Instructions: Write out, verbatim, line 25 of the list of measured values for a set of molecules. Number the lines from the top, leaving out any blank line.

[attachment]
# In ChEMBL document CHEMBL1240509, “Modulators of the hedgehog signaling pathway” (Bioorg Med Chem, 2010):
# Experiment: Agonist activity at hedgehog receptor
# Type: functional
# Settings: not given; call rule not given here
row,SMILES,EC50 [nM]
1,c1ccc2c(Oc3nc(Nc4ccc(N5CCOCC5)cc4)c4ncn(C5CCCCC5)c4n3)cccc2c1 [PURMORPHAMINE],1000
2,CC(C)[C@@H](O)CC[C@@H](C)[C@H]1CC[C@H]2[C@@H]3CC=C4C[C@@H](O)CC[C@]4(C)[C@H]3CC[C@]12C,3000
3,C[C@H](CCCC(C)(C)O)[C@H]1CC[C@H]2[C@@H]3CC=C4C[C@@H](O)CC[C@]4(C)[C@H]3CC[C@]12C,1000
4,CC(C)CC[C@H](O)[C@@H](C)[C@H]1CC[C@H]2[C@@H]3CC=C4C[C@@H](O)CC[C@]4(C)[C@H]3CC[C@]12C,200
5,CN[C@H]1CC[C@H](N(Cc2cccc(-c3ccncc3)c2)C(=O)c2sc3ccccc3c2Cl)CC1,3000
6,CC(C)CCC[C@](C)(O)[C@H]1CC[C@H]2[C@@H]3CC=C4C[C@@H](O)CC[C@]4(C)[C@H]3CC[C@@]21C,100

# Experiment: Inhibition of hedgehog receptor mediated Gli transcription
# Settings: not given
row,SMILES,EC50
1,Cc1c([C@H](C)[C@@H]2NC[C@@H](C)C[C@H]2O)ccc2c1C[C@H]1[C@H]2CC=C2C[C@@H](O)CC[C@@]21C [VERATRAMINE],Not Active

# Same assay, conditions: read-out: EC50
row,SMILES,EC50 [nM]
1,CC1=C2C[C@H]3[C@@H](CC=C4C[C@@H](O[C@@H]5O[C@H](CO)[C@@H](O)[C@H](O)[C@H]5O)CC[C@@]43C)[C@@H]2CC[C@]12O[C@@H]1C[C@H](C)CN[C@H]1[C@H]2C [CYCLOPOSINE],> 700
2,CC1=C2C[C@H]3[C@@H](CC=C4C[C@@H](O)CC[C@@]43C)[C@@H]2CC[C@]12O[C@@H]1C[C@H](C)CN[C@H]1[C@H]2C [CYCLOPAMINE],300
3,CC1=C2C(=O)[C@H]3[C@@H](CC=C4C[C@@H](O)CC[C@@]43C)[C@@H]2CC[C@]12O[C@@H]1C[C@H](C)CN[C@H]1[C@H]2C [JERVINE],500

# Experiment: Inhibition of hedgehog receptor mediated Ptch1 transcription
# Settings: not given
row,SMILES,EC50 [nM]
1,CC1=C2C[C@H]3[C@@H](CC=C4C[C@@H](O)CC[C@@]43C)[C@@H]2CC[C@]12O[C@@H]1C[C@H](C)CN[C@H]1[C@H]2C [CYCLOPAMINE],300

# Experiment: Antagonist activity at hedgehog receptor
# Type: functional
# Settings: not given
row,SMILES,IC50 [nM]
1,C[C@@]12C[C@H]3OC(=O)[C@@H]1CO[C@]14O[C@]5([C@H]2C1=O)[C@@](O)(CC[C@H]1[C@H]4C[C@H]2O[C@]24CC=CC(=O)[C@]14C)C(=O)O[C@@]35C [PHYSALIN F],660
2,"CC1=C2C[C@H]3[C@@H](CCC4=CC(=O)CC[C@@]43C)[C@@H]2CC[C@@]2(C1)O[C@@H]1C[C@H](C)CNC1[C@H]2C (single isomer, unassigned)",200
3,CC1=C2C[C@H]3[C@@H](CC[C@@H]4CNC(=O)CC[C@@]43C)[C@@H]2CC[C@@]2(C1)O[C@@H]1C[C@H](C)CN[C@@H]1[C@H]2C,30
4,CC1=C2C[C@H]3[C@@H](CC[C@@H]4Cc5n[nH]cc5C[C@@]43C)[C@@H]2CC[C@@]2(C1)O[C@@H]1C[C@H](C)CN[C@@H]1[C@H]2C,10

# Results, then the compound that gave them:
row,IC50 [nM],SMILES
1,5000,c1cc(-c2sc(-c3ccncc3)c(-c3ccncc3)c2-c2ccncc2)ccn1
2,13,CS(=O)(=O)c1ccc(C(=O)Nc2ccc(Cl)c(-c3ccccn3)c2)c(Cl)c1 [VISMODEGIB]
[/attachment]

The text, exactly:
# Experiment: Antagonist activity at hedgehog receptor